Academic journal article Journal of Teacher Education

A Conversation of Many Voices: Critiques and Visions of Teacher Education

Academic journal article Journal of Teacher Education

A Conversation of Many Voices: Critiques and Visions of Teacher Education

Article excerpt

It's on the horizon again, another looming "crisis" in teacher education. These predicaments don't seem to go away or get resolved. A state of perpetual professional calamity seems to threaten, characterize, and inform the teacher education endeavor. Whether the decade is the 1930s with Teachers College Dean William Russell's (1936) call for a "new charter for teacher education," the 1960s with Koerner's (1963) and Conant's (1963) respective critiques of teacher preparation, or the 1980s with the uproar initiated by Nation at Risk (National Commission on Excellence in Education, 1983), teacher education has been inundated by multiple and persistent criticisms. Some claim that schools of education overemphasize theory and inadequately address the practical realities of contemporary classrooms. Others argue that these centers of professional preparation lack intellectual substance and focus instead on pedagogical pedantry. Still others maintain that teacher educators engage in a form of leftist-liberal indoctrination. And finally, some assert that most university-based teacher preparation involves too many regulatory hurdles, discouraging the best college students from pursuing this profession. With most of these criticisms comes the charge that teacher education is, at best, ineffectual and, at worst, harmful and insidiously ideological.

In contrast to these mostly external critics, people within schools, colleges, and departments of education argue that our current public schools embrace a 19th-century understanding of student learning; that our public schools' promise of equal opportunity has yet to be delivered; that schools, as workplaces, discourage innovation and collaboration; and that the current and outdated factory model of schooling needs to be reformed so as to prepare students for productive lives in a world characterized by rapid and accelerating change, and a technologically integrated global economy. These internal voices maintain that public schools need to better reflect our current understanding of learning and address the pressing needs of our unequal and unjust social order. Recognizing the teacher's critical role in shaping students' educational experiences, they argue for preparing beginning teachers to teach in reformed and socially just ways. In addition, those inside schools of education turn a critical eye toward teacher preparation, where they note the wide variability in both the content and rigor in teacher education programs and ways in which the fiscal and organizational realities of institutions of higher education work against coherence and depth in teacher preparation.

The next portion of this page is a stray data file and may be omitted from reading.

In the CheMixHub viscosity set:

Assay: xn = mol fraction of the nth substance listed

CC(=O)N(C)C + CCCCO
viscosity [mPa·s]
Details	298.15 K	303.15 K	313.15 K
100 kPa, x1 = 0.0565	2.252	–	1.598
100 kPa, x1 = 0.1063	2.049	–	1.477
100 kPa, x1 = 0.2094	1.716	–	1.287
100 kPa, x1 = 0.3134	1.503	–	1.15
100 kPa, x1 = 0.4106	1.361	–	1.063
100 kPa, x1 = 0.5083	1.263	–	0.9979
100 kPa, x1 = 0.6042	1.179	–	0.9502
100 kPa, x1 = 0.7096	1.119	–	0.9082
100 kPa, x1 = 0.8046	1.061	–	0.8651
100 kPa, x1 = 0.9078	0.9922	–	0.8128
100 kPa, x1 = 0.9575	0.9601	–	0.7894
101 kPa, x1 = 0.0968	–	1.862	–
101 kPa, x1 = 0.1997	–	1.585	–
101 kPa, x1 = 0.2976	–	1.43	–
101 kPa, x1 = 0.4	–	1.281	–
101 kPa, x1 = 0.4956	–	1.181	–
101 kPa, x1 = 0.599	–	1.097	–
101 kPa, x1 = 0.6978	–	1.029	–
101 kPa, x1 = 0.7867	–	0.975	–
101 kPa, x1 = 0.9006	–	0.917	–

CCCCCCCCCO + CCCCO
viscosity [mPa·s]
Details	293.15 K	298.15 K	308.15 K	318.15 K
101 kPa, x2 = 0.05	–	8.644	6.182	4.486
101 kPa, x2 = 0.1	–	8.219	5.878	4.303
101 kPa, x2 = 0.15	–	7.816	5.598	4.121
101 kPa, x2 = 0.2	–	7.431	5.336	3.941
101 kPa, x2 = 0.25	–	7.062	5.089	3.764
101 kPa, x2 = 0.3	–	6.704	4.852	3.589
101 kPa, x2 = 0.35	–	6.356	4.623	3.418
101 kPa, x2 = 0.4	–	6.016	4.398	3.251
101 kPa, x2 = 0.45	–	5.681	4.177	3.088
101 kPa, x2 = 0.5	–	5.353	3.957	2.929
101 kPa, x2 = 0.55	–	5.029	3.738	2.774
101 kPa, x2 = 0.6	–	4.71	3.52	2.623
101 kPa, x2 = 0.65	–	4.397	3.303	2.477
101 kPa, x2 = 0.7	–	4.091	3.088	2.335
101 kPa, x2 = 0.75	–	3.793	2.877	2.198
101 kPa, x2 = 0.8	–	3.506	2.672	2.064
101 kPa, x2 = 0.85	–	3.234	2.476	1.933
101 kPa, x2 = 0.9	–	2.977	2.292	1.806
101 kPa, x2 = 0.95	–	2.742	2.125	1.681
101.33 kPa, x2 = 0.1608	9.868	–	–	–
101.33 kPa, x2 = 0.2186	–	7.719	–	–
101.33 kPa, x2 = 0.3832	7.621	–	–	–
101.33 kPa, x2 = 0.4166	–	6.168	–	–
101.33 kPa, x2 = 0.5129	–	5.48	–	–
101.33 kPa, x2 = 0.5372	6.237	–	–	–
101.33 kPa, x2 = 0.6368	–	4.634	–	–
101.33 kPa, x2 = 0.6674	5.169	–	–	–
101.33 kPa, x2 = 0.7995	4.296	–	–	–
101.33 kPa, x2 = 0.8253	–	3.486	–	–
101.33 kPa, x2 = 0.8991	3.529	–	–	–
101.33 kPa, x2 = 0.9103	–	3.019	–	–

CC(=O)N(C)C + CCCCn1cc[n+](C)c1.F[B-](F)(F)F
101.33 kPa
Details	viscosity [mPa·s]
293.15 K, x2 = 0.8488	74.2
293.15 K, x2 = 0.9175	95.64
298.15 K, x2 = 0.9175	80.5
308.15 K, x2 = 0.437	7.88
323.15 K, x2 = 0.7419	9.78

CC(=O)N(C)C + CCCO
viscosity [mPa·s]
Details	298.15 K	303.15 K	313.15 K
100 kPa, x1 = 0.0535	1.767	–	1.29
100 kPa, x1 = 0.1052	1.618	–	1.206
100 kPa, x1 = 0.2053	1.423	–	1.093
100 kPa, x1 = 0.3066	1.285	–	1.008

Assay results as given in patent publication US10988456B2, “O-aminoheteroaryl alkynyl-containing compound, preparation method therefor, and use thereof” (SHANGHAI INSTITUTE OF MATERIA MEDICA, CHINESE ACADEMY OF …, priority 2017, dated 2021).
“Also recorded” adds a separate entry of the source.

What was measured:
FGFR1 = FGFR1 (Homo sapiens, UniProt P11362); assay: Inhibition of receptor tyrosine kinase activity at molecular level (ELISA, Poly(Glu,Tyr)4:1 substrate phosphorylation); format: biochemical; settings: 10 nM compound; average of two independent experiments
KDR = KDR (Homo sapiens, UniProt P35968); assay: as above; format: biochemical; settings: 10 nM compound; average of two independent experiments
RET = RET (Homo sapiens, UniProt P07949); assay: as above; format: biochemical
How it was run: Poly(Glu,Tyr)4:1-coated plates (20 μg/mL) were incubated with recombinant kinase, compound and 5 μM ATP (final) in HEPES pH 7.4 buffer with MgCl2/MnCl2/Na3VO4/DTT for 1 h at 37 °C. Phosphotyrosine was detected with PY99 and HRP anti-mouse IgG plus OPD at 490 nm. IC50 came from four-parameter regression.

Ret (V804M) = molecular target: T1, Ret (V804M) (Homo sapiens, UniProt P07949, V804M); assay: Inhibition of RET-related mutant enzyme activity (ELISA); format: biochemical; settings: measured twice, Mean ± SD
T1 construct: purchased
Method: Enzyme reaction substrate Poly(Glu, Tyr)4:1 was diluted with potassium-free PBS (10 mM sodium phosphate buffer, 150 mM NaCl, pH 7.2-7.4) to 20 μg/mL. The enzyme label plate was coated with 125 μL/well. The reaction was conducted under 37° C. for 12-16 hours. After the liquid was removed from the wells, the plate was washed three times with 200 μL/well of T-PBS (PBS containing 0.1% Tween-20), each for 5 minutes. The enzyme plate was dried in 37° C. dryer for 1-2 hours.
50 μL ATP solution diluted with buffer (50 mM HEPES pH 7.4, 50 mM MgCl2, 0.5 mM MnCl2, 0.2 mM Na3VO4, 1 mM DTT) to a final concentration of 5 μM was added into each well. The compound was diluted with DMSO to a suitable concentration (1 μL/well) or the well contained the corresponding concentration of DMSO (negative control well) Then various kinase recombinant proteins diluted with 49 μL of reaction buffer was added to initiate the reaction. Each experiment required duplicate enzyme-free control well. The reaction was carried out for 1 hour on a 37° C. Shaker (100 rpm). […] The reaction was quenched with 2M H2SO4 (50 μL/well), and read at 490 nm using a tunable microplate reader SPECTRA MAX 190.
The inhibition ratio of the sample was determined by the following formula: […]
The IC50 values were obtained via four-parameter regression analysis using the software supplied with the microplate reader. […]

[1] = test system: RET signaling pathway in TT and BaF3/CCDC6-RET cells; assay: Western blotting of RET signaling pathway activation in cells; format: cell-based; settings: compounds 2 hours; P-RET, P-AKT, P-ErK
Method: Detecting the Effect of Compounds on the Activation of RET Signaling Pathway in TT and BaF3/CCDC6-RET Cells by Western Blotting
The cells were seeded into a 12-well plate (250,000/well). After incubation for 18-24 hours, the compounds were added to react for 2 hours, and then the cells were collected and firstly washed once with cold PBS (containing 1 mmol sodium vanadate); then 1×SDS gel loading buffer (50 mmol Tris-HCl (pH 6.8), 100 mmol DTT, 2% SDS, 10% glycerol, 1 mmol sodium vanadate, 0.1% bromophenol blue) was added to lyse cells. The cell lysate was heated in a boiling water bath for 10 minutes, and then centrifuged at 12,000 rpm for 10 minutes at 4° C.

The voices within and outside teacher education are not aligned neatly against each other. Certainly, some critics inside our professional schools agree with the external critics and some of the external voices are sympathetic to the obstacles of institutional life. These areas of overlap notwithstanding, it is the case that there are multiple, radically different views of the state of teacher education today. It is time, we think, to engage these varied voices, to have a conversation around these different views of teacher education. But before embarking on this conversation, it is informative to look briefly at several recent efforts to more fully examine and respond to the current crisis.

THE CURRENT CLIMATE OF COMMENTARY AND CRITIQUE

Recently, prominent scholars of teacher education have published major tomes on the state of teacher education and teacher education research. Preparing Teachers for a Changing World, edited by Linda Darling-Hammond and John Bransford (2005), is the result of work conducted by the National Academy of Education's Committee on Teacher Education (CTE). The volume outlines core concepts and pedagogical strategies that should inform initial teacher preparation and argues for the need to improve the context within which teacher preparation programs operate, so that beginning teachers, like their students, are optimally prepared to succeed. …

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